The early weeks of pregnancy are fragile—and confusing. Here, the answers to your questions.
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The growth that takes place during the first year of an infant's life is astonishing. There's no other period in life where physical, mental, and social development is so dramatic. Meet Baby Nate in the video above, and follow him through the first 12 months of his life, watching his development, with the videos below.:
Related: Step-by-step photos on how to breastfeed Corky Harvey, R.N., M.S. is a lactation consultant and co-owner of The Pump Station.
The day after I gave birth to my daughter, Olivia, I decided to take her for a walk down the hall. Within seconds, nurses came flying at me from every direction and herded me frantically back to my room. I had unwittingly set out for my walk carrying Olivia in my arms—a huge no-no, they told me, because I could become dizzy and fall due to blood loss. Most hospitals insist that you stroll with your baby in her wheeled bassinet. Who knew?
Overwhelmed by the number of choices in products? Get answers to all of your important questions with our guide to Car Seats 101.
A car seat is one of the most important gear purchases you're going to make as a new parent. It is one of the only products you will ever buy for your child that has the potential to actually save their life.
Just the headline of Jody Pelatson’s piece for the Atlantic was enough to give me chills: “Before I Forget: What Nobody Remembers About New Motherhood.” In this essay, Pelatson recounts one those universally frustrating experiences of new motherhood—when, in a frazzled, sleep-deprived moment, some older woman says to you (meaning well, of course) “You must be on cloud 9,” or else, “Enjoy every moment!”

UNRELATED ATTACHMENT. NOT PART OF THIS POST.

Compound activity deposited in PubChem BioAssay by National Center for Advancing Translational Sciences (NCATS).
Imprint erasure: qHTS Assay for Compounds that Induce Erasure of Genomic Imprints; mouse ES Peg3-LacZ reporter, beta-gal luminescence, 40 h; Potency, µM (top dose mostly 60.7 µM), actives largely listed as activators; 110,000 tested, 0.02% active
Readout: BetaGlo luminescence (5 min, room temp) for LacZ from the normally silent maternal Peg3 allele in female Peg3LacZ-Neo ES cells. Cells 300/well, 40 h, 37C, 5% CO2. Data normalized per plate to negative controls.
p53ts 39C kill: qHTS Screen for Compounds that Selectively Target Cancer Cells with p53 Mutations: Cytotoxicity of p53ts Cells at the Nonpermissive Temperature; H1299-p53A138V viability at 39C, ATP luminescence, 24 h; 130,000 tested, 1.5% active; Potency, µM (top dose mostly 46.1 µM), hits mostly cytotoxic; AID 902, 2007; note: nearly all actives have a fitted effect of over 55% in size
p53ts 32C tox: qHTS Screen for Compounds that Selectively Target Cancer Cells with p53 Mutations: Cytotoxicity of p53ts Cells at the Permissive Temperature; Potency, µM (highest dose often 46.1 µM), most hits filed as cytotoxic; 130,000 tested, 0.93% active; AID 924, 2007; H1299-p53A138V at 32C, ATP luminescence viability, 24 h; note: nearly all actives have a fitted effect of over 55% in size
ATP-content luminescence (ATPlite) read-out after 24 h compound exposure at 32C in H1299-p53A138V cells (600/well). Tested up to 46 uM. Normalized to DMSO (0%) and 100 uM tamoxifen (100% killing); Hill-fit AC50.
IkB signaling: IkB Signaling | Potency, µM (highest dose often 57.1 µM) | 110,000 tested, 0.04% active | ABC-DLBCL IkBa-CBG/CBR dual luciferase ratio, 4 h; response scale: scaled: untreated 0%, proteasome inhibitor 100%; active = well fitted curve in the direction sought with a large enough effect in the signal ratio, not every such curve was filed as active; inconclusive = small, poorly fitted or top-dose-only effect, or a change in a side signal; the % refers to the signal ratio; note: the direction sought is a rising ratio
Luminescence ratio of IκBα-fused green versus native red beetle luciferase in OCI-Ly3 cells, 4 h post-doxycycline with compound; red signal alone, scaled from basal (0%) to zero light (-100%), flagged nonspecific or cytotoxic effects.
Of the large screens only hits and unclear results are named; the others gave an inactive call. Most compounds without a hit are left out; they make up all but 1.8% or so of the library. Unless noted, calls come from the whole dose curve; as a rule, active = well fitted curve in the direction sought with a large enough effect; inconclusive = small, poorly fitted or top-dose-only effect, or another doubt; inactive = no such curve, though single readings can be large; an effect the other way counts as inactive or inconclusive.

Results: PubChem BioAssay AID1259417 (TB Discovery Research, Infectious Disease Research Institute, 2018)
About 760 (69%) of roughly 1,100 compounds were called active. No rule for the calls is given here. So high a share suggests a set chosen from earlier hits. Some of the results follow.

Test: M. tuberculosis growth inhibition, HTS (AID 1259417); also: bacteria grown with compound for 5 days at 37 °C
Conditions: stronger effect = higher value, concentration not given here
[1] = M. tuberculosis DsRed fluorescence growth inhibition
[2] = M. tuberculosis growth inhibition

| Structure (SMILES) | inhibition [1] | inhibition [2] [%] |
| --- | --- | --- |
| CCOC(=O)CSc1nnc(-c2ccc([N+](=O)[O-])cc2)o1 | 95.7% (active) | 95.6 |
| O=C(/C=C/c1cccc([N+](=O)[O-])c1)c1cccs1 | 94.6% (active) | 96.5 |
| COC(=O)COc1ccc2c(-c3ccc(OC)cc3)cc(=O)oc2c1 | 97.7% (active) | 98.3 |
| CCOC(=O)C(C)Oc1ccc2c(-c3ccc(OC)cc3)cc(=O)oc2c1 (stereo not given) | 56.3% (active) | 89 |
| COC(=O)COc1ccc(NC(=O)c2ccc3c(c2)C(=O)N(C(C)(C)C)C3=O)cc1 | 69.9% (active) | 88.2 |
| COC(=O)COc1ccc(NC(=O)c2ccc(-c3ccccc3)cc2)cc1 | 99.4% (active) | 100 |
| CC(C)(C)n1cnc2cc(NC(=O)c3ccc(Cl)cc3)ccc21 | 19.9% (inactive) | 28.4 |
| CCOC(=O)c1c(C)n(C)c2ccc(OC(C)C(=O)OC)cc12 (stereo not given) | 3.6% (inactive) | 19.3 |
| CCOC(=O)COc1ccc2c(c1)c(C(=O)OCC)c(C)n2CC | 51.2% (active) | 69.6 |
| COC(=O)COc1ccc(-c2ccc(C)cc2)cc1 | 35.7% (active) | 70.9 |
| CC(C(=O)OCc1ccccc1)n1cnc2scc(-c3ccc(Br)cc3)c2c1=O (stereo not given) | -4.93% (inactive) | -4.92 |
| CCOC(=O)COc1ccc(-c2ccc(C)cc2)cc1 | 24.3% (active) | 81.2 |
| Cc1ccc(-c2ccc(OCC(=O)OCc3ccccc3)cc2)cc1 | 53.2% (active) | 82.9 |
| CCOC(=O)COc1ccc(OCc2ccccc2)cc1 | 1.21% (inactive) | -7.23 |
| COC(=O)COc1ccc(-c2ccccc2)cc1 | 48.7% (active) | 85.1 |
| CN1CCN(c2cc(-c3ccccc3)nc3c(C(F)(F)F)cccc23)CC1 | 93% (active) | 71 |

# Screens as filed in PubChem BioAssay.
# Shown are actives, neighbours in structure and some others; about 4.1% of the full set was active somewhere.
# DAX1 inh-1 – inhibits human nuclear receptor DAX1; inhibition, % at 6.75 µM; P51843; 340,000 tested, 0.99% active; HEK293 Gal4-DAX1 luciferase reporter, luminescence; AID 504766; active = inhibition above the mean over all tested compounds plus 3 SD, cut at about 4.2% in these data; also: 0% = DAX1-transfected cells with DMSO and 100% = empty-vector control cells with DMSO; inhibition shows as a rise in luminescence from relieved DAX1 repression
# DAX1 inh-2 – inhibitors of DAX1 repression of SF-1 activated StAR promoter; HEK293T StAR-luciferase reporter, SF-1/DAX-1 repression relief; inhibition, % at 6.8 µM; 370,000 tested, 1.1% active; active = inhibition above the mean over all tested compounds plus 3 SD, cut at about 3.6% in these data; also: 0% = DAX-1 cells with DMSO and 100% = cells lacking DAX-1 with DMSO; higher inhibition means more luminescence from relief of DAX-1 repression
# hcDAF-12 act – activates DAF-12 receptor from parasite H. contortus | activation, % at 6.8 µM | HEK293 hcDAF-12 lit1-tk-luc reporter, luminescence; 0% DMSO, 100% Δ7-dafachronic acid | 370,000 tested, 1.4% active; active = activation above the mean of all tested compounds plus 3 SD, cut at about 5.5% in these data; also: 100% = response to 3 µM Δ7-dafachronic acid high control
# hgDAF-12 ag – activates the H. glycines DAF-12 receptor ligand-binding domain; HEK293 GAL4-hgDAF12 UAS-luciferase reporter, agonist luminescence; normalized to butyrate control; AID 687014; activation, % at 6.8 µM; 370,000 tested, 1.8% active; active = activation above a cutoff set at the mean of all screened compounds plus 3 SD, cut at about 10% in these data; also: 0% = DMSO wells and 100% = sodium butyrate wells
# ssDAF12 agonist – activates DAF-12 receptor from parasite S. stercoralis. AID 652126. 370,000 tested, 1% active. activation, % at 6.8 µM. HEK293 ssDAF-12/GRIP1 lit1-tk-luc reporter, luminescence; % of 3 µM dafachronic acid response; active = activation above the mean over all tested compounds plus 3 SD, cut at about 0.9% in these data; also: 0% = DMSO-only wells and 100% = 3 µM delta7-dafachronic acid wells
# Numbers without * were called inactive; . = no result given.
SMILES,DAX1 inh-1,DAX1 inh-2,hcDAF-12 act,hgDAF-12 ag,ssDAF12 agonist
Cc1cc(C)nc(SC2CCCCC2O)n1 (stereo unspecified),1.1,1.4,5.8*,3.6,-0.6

Let the royal baby/parent judging begin. Right from the get go, media outlets, bloggers and journalists are already criticizing Princess Catherine and Prince William as parents and finding them lacking.
It’s an almost inconceivable thought: being so depressed that you have no interest in, or are incapable of, caring for your baby. Yet it happens: Between 800,000 and 1 million women are diagnosed with postpartum depression (PPD) every year in the U.S.
Here’s what you need to know about this common, yet entirely treatable, condition.
Q: I’ve heard that eating my placenta after having my baby can be beneficial. Should I consider it?
A: Thanks to recent media buzz and the release of a 2012 study, interest in placentophagia—the eating of any or all of the components of the afterbirth, including the placenta—is growing.
Your body has transformed into a baby-feeding-and-comforting machine. Your romantic partner is suddenly someone’s Daddy. You’ve figured out how to line up all the snaps in those onesie pajamas. But here are some things you might not have realized will change forever once you’re a parent.
Back pain is a common pregnancy symptom, and it doesn’t always disappear when your baby arrives.
Drop in to any physical therapist’s office or massage studio and you’re bound to see some baby bumps in the waiting room. That’s because ligament-loosening hormones, weight gain and a shifting center of gravity all conspire to cause 2 million pregnant women to cry out from back pain every year, especially between the fifth and seventh months.